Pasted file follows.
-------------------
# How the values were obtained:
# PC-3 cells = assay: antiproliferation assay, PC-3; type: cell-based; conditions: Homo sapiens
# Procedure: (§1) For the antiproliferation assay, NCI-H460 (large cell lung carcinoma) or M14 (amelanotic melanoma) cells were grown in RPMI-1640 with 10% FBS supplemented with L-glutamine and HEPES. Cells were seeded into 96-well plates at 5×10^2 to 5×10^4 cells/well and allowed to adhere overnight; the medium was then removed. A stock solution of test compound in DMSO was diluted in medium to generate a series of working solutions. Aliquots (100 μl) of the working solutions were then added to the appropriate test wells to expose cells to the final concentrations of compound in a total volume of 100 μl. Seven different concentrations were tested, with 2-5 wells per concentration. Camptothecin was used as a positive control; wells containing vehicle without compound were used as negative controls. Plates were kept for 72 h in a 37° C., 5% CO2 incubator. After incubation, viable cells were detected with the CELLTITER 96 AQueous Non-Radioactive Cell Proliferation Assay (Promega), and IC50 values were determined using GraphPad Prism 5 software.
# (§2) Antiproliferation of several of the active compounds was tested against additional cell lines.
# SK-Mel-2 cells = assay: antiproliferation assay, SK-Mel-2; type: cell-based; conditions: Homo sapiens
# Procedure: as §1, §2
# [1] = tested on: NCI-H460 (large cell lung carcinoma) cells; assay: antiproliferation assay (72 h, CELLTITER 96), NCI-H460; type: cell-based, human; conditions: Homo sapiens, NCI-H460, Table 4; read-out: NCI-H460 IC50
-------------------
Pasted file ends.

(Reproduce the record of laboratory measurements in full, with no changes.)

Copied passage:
# How the values were obtained:
# PC-3 cells = assay: antiproliferation assay, PC-3; type: cell-based; conditions: Homo sapiens
# Procedure: (§1) For the antiproliferation assay, NCI-H460 (large cell lung carcinoma) or M14 (amelanotic melanoma) cells were grown in RPMI-1640 with 10% FBS supplemented with L-glutamine and HEPES. Cells were seeded into 96-well plates at 5×10^2 to 5×10^4 cells/well and allowed to adhere overnight; the medium was then removed. A stock solution of test compound in DMSO was diluted in medium to generate a series of working solutions. Aliquots (100 μl) of the working solutions were then added to the appropriate test wells to expose cells to the final concentrations of compound in a total volume of 100 μl. Seven different concentrations were tested, with 2-5 wells per concentration. Camptothecin was used as a positive control; wells containing vehicle without compound were used as negative controls. Plates were kept for 72 h in a 37° C., 5% CO2 incubator. After incubation, viable cells were detected with the CELLTITER 96 AQueous Non-Radioactive Cell Proliferation Assay (Promega), and IC50 values were determined using GraphPad Prism 5 software.
# (§2) Antiproliferation of several of the active compounds was tested against additional cell lines.
# SK-Mel-2 cells = assay: antiproliferation assay, SK-Mel-2; type: cell-based; conditions: Homo sapiens
# Procedure: as §1, §2
# [1] = tested on: NCI-H460 (large cell lung carcinoma) cells; assay: antiproliferation assay (72 h, CELLTITER 96), NCI-H460; type: cell-based, human; conditions: Homo sapiens, NCI-H460, Table 4; read-out: NCI-H460 IC50